A written report containing at least the current status of the trial, performance and data quality, interim outcome data, and any toxicity data should be sent to DSMC members by the Coordinating Center to allow sufficient time for the DSMC members to review the report prior to the meeting. This report should address any specific concerns about the conduct of the trial. The report may contain recommendations for consideration by the DSMC concerning clinical center performance, whether to continue accrual and/or follow up, whether to close the trial, and whether the results should be reported.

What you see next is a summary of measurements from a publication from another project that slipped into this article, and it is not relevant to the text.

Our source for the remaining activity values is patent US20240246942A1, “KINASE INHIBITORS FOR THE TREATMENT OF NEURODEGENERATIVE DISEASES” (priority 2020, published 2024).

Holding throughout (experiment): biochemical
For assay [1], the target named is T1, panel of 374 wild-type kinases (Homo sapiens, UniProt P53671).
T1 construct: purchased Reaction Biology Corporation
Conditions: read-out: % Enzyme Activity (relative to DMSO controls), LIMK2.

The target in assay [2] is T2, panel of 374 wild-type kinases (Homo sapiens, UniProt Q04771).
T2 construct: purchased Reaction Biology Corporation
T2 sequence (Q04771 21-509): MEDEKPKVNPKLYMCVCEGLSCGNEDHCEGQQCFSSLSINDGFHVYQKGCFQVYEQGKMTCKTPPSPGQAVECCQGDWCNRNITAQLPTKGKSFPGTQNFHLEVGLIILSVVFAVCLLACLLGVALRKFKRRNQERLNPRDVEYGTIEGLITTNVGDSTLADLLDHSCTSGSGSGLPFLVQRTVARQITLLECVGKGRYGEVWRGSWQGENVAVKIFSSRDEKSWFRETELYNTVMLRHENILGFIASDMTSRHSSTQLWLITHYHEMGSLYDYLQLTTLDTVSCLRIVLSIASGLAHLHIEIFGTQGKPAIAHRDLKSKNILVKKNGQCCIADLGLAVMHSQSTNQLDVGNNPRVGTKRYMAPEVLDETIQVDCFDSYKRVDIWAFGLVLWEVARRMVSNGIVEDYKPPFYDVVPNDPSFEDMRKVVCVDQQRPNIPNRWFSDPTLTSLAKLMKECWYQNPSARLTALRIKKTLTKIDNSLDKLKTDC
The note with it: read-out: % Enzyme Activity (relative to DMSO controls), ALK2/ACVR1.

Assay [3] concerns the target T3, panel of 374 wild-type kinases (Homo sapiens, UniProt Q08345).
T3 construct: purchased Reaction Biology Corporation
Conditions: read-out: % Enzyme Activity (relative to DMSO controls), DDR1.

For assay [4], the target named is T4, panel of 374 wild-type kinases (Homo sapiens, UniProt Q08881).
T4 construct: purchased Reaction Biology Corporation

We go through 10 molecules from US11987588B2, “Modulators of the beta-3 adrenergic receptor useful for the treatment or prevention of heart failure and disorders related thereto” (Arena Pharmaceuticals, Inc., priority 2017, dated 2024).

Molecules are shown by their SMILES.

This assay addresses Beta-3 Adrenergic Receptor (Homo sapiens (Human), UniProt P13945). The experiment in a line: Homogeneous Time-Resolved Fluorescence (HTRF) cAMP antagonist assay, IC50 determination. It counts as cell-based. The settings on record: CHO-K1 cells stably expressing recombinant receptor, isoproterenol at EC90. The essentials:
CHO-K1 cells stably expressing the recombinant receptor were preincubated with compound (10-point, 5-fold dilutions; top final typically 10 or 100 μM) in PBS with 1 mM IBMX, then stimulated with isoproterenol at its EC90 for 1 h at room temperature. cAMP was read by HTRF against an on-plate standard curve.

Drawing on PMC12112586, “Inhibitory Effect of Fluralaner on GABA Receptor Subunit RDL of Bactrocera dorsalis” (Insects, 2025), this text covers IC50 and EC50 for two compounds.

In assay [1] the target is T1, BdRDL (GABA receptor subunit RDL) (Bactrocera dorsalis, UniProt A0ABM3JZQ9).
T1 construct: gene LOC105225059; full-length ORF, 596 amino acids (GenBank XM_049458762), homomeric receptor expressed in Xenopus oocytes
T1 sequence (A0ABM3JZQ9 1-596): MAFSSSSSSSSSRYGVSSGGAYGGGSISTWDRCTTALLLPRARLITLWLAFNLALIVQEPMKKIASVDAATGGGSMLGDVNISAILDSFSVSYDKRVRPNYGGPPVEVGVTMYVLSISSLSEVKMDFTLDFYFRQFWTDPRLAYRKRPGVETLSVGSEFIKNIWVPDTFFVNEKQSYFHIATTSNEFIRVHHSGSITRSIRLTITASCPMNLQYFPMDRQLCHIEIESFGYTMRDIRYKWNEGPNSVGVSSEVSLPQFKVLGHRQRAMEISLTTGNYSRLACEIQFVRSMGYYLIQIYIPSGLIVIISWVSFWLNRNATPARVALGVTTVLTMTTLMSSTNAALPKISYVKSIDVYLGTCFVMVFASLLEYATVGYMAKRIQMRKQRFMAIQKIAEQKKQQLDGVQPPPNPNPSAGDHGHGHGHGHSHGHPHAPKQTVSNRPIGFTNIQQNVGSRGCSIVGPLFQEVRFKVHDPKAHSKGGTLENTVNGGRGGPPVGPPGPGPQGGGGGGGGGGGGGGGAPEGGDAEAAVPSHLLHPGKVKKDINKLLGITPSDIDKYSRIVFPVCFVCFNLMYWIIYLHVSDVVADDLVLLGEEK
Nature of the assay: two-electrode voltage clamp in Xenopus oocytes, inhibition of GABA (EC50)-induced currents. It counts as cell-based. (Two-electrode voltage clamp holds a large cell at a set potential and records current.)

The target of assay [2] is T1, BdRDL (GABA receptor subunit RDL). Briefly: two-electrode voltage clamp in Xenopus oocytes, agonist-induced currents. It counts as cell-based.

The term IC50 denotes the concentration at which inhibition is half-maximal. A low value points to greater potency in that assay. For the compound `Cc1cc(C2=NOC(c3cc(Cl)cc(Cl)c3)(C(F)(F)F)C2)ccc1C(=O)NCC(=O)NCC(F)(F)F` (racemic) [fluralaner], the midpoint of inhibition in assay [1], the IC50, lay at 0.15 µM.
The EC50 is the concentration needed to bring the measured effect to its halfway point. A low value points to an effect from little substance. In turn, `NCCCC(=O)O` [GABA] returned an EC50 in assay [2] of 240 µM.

The frequency of DSMC meetings will depend on the nature of the trial. However, a DSMC should meet at least annually. Interim meetings may be held at the request of DSMC members, the study leadership, or the NEI. Each meeting may be divided into three parts: The first is an open session at which members of the clinical trial team, and the NEI program director and/or designee will be present to review detailed data reports on the conduct of the trial and to answer questions from members of the DSMC. The focus in the open session may be on accrual, protocol compliance, and general toxicity issues. Outcome results by treatment group should not be discussed during this session. A second, closed session involving the voting members, NEI study program directors and select representatives from the data coordinating center should be held. The outcome results and toxicity information, if any, will be presented to the DSMC by treatment group. A third, executive session involving voting DSMC members and the NEI program director (as an objective observer) should be held to allow for the opportunity to discuss the general conduct of the trial and all outcome results, including toxicities and adverse events. During the executive session, voting DSMC members will independently develop recommendations and vote as necessary.